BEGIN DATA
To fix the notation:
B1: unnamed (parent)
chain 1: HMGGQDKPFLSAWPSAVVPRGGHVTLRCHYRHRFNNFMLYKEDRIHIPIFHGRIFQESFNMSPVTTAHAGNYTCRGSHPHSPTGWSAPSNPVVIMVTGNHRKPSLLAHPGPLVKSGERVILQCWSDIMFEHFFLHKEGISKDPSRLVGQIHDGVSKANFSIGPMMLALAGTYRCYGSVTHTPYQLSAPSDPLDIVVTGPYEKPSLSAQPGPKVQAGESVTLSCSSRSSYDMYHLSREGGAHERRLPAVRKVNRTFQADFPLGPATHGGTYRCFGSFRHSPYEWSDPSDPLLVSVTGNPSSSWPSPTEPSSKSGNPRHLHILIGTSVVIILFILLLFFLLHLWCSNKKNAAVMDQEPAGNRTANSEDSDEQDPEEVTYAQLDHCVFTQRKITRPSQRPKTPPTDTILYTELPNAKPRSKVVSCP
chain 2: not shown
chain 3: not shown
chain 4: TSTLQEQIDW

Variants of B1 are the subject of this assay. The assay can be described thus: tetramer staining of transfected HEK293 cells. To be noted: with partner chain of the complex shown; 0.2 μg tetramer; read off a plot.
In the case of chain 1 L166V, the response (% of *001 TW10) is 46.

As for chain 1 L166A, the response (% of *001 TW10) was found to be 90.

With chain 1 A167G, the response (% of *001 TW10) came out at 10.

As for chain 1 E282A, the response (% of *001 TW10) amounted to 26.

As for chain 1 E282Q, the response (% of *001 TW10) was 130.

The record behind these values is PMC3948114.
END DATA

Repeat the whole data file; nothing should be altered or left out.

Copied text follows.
To fix the notation:
B1: unnamed (parent)
chain 1: HMGGQDKPFLSAWPSAVVPRGGHVTLRCHYRHRFNNFMLYKEDRIHIPIFHGRIFQESFNMSPVTTAHAGNYTCRGSHPHSPTGWSAPSNPVVIMVTGNHRKPSLLAHPGPLVKSGERVILQCWSDIMFEHFFLHKEGISKDPSRLVGQIHDGVSKANFSIGPMMLALAGTYRCYGSVTHTPYQLSAPSDPLDIVVTGPYEKPSLSAQPGPKVQAGESVTLSCSSRSSYDMYHLSREGGAHERRLPAVRKVNRTFQADFPLGPATHGGTYRCFGSFRHSPYEWSDPSDPLLVSVTGNPSSSWPSPTEPSSKSGNPRHLHILIGTSVVIILFILLLFFLLHLWCSNKKNAAVMDQEPAGNRTANSEDSDEQDPEEVTYAQLDHCVFTQRKITRPSQRPKTPPTDTILYTELPNAKPRSKVVSCP
chain 2: not shown
chain 3: not shown
chain 4: TSTLQEQIDW

Variants of B1 are the subject of this assay. The assay can be described thus: tetramer staining of transfected HEK293 cells. To be noted: with partner chain of the complex shown; 0.2 μg tetramer; read off a plot.
In the case of chain 1 L166V, the response (% of *001 TW10) is 46.

As for chain 1 L166A, the response (% of *001 TW10) was found to be 90.

With chain 1 A167G, the response (% of *001 TW10) came out at 10.

As for chain 1 E282A, the response (% of *001 TW10) amounted to 26.

As for chain 1 E282Q, the response (% of *001 TW10) was 130.

The record behind these values is PMC3948114.